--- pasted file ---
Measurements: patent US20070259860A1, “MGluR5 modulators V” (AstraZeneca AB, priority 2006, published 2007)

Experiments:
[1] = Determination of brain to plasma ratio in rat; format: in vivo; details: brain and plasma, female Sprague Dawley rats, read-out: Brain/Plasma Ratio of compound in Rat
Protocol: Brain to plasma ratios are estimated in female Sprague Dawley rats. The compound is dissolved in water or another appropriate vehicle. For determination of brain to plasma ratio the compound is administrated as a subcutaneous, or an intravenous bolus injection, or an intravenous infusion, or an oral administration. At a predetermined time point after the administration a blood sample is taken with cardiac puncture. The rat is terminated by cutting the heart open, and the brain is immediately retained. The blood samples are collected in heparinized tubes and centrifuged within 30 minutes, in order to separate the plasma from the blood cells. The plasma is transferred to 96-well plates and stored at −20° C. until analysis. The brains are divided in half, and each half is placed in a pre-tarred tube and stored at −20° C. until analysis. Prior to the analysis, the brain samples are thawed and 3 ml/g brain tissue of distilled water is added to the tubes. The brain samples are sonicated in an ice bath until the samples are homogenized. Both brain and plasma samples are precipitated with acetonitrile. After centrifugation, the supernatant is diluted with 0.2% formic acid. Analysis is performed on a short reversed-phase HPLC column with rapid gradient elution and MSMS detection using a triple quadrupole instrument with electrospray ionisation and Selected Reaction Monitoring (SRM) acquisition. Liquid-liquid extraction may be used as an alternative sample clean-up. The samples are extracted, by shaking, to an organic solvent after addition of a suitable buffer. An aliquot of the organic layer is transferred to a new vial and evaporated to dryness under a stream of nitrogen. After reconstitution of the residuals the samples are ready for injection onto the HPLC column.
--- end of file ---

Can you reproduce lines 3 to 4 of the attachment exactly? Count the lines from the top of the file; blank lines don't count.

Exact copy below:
[1] = Determination of brain to plasma ratio in rat; format: in vivo; details: brain and plasma, female Sprague Dawley rats, read-out: Brain/Plasma Ratio of compound in Rat
Protocol: Brain to plasma ratios are estimated in female Sprague Dawley rats. The compound is dissolved in water or another appropriate vehicle. For determination of brain to plasma ratio the compound is administrated as a subcutaneous, or an intravenous bolus injection, or an intravenous infusion, or an oral administration. At a predetermined time point after the administration a blood sample is taken with cardiac puncture. The rat is terminated by cutting the heart open, and the brain is immediately retained. The blood samples are collected in heparinized tubes and centrifuged within 30 minutes, in order to separate the plasma from the blood cells. The plasma is transferred to 96-well plates and stored at −20° C. until analysis. The brains are divided in half, and each half is placed in a pre-tarred tube and stored at −20° C. until analysis. Prior to the analysis, the brain samples are thawed and 3 ml/g brain tissue of distilled water is added to the tubes. The brain samples are sonicated in an ice bath until the samples are homogenized. Both brain and plasma samples are precipitated with acetonitrile. After centrifugation, the supernatant is diluted with 0.2% formic acid. Analysis is performed on a short reversed-phase HPLC column with rapid gradient elution and MSMS detection using a triple quadrupole instrument with electrospray ionisation and Selected Reaction Monitoring (SRM) acquisition. Liquid-liquid extraction may be used as an alternative sample clean-up. The samples are extracted, by shaking, to an organic solvent after addition of a suitable buffer. An aliquot of the organic layer is transferred to a new vial and evaporated to dryness under a stream of nitrogen. After reconstitution of the residuals the samples are ready for injection onto the HPLC column.